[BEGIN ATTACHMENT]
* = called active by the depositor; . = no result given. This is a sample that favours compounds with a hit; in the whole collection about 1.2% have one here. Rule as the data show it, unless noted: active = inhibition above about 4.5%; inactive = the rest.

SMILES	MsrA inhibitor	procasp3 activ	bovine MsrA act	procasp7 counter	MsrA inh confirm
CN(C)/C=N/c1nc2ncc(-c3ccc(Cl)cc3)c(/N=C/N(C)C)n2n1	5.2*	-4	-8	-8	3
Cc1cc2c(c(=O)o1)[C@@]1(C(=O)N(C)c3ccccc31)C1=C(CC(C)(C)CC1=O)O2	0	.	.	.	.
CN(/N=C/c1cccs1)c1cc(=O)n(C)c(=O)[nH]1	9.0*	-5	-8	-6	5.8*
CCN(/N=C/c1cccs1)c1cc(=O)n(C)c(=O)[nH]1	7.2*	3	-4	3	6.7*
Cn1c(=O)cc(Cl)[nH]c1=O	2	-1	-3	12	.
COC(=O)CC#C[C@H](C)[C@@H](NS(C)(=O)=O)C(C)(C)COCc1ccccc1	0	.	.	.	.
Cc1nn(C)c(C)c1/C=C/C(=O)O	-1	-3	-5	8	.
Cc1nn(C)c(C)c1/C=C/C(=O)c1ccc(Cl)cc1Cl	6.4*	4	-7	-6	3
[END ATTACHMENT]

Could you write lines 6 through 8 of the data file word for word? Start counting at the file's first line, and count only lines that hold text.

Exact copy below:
CCN(/N=C/c1cccs1)c1cc(=O)n(C)c(=O)[nH]1	7.2*	3	-4	3	6.7*
Cn1c(=O)cc(Cl)[nH]c1=O	2	-1	-3	12	.
COC(=O)CC#C[C@H](C)[C@@H](NS(C)(=O)=O)C(C)(C)COCc1ccccc1	0	.	.	.	.